Two new U.S. political surveys Sunday showed Democrat Hillary Clinton with a growing advantage in the U.S. presidential contest over her Republican challenger, Donald Trump, but they differed in the extent of her lead.
A Washington Post-ABC News poll said support for Trump, the billionaire real estate mogul making his first try for elected office, has plunged in recent weeks, giving Clinton a 51-to-39 percent edge nationwide among registered voters. Just a month ago, a poll by the same news organizations had Trump ahead of the former U.S. secretary of state, 46-44.
Another poll, by The Wall Street Journal and NBC News, showed Clinton, seeking to become the first female U.S. president, with a 46-41 edge, a two-point gain over the last month.
Democratic presidential candidate Hillary Clinton gestures as she speaks during a rally in Raleigh, N.C., June 22,
An average of several recent polls give Clinton an edge of more than 6 percentage points after the race was believed to be virtually a deadheat a month ago.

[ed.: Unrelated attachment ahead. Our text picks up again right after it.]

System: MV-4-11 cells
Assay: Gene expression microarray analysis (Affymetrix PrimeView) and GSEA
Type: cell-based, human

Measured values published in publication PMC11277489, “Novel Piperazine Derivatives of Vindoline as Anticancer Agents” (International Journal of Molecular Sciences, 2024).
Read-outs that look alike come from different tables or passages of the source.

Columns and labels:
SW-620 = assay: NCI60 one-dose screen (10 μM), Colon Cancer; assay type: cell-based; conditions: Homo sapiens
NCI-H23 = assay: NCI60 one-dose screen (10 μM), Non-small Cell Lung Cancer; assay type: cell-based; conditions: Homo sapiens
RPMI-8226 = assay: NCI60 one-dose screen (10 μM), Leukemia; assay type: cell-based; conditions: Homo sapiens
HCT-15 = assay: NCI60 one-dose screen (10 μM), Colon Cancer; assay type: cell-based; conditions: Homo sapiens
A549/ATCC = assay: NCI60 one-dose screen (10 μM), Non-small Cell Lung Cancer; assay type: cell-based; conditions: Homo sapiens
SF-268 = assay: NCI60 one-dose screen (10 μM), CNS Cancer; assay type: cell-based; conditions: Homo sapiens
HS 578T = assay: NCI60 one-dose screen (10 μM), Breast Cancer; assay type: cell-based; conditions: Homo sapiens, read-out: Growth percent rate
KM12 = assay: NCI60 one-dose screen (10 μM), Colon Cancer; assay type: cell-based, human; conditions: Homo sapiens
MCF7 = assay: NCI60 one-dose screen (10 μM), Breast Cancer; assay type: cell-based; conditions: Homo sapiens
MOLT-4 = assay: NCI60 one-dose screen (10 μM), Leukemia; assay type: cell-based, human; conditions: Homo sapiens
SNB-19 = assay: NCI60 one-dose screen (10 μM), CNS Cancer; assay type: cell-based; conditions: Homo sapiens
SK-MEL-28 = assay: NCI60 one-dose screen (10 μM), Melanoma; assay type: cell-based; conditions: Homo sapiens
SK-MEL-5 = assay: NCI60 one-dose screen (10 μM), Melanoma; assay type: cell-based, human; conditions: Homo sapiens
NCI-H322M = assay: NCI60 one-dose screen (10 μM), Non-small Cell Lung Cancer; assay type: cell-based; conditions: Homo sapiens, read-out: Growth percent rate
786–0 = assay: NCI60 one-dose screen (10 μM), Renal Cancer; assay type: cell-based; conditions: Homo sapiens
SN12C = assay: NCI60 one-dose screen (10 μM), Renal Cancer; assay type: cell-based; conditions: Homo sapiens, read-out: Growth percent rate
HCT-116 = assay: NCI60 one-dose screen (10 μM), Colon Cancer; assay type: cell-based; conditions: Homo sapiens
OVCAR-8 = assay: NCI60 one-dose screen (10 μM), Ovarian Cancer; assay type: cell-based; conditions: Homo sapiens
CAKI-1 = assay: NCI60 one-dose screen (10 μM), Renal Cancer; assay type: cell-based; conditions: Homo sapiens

The two newest polls come after a series of high-profile controversies involving Trump, including his attack on the Mexican heritage of an American-born judge hearing a consumer fraud case involving one of Trump's defunct businesses, Trump's firing of his campaign manager and weak campaign fundraising in May that was dwarfed by Clinton's.
Republican presidential candidate Donald Trump speaks during a news conference, at his Turnberry golf course, in Turnberry, Scotland, Britain, June 24, 2016.
The Post said its poll showed that about two-thirds of Americans think Trump is unqualified to be president, while about half are apprehensive about the prospects of a Clinton presidency, unheard of unfavorability ratings in a U.S. presidential race.
But both of them are expected to be officially nominated for president next month at their respective national party conventions. They then would face each other in the November 8 election to replace President Barack Obama when he leaves office next January.
The voter antipathy toward both candidates could give two other third and fourth party presidential contenders a role in determining the outcome of the quadrennial election.
The Wall Street Journal-NBC News poll said that in a four-way race that included Libertarian candidate Gary Johnson and Green Party candidate Jill Stein, Clinton's lead slips to a single point, 39-38 over Trump, with Johnson at 10 percent and Stein at 6 percent.
The Post-ABC News poll showed a slightly closer race in a four-way contest, with Clinton at 47, Trump 37, Johnson 7 and Stein 3.